The move is in line with the government’s target of reducing crude oil imports by 10 percent by 2022. (Photographer: Kevin Sutherland/Bloomberg)

India Plans To Start 5,000 Compressed Biogas Plants In Four Years

India plans to start 5,000 compressed biogas plants over the next four years to curb oil imports and improve farm incomes.

“Setting up compressed biogas plants across the country will require an investment of nearly Rs 1.75 lakh crore,” said Dharmendra Pradhan, minister for petroleum and natural gas, at the launch of Sustainable Alternative Towards Affordable Transportation scheme in Delhi today.

To achieve this, public-sector oil marketers like Indian Oil Corporation Ltd. and Bharat Petroleum Corporation Ltd. have sought expression of interest from potential entrepreneurs to set up the plants and source the fuel produced from them. “Oil marketing companies will guarantee offtake for the biogas produced at Rs 46 per kg exclusive of GST,” Pradhan said.

The move is in line with government’s target of reducing crude oil imports by 10 percent by 2022—by when Prime Minister Narendra Modi has also promised to double farm incomes in India. The government is promoting the use of alternative fuels for national commitments in achieving climate change goals, apart from creating a buffer against crude oil price fluctuations.

The plants are expected to produce 15 million tonnes of compressed biogas per annum—40 percent of India’s current annual consumption of compressed natural gas of 44 million tonnes, according to a ministry statement. The government expects this initiative to generate direct employment for 75,000 people and produce 50 million tonnes of bio-manure for crops.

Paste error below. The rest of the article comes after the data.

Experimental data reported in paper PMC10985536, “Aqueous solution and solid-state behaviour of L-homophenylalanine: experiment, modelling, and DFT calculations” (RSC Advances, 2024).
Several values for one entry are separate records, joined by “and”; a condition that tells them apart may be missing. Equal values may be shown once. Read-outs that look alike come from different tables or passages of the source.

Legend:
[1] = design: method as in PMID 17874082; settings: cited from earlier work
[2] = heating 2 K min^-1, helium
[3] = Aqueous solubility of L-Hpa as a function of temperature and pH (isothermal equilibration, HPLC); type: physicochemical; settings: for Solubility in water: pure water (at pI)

The Working Group on Biofuels, set up under the National Policy on Biofuels 2018, is finalising a pan-India pricing model for compressed biogas. Entrepreneurs who set up the compressed biogas plants would be able to separately market its by-products, including bio-manure and carbon dioxide.

Biogas is produced naturally through anaerobic decomposition from waste or biomass sources like agriculture residue, cattle dung, sugarcane press mud and solid waste. It’s then purified and compressed, which produces a fuel with methane content of over 95 percent. The biogas will be transported through cascades of cylinders to fuel station networks of oil marketers for marketing as a green transport fuel alternative.

The government, according to the statement, also plans to integrate compressed biogas networks with city gas distribution networks to boost supplies to domestic and retail users in existing and upcoming markets.